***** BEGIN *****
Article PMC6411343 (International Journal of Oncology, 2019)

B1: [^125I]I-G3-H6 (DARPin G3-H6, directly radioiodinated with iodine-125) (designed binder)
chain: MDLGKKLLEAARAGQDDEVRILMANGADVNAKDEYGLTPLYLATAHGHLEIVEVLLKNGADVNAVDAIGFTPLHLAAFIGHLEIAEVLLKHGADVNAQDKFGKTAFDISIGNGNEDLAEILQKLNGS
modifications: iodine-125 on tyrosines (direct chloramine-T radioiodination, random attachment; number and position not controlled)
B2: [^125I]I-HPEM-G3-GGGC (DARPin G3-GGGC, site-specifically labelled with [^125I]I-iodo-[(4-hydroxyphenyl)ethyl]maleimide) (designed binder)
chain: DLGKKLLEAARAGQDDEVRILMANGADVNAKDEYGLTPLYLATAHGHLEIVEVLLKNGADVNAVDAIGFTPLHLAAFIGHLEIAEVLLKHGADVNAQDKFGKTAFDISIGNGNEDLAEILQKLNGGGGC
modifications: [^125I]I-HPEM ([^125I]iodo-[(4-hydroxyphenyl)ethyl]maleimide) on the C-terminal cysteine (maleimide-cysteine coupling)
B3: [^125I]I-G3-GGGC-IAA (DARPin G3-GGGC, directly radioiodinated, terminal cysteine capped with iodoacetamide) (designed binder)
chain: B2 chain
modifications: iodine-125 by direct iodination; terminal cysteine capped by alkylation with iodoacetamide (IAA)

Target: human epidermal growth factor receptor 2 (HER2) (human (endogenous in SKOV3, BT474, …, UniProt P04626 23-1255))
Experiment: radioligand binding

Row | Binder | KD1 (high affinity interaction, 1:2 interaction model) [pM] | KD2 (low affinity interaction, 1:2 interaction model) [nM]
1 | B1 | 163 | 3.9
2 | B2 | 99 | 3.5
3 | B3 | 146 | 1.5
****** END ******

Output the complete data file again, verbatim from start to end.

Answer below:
Article PMC6411343 (International Journal of Oncology, 2019)

B1: [^125I]I-G3-H6 (DARPin G3-H6, directly radioiodinated with iodine-125) (designed binder)
chain: MDLGKKLLEAARAGQDDEVRILMANGADVNAKDEYGLTPLYLATAHGHLEIVEVLLKNGADVNAVDAIGFTPLHLAAFIGHLEIAEVLLKHGADVNAQDKFGKTAFDISIGNGNEDLAEILQKLNGS
modifications: iodine-125 on tyrosines (direct chloramine-T radioiodination, random attachment; number and position not controlled)
B2: [^125I]I-HPEM-G3-GGGC (DARPin G3-GGGC, site-specifically labelled with [^125I]I-iodo-[(4-hydroxyphenyl)ethyl]maleimide) (designed binder)
chain: DLGKKLLEAARAGQDDEVRILMANGADVNAKDEYGLTPLYLATAHGHLEIVEVLLKNGADVNAVDAIGFTPLHLAAFIGHLEIAEVLLKHGADVNAQDKFGKTAFDISIGNGNEDLAEILQKLNGGGGC
modifications: [^125I]I-HPEM ([^125I]iodo-[(4-hydroxyphenyl)ethyl]maleimide) on the C-terminal cysteine (maleimide-cysteine coupling)
B3: [^125I]I-G3-GGGC-IAA (DARPin G3-GGGC, directly radioiodinated, terminal cysteine capped with iodoacetamide) (designed binder)
chain: B2 chain
modifications: iodine-125 by direct iodination; terminal cysteine capped by alkylation with iodoacetamide (IAA)

Target: human epidermal growth factor receptor 2 (HER2) (human (endogenous in SKOV3, BT474, …, UniProt P04626 23-1255))
Experiment: radioligand binding

Row | Binder | KD1 (high affinity interaction, 1:2 interaction model) [pM] | KD2 (low affinity interaction, 1:2 interaction model) [nM]
1 | B1 | 163 | 3.9
2 | B2 | 99 | 3.5
3 | B3 | 146 | 1.5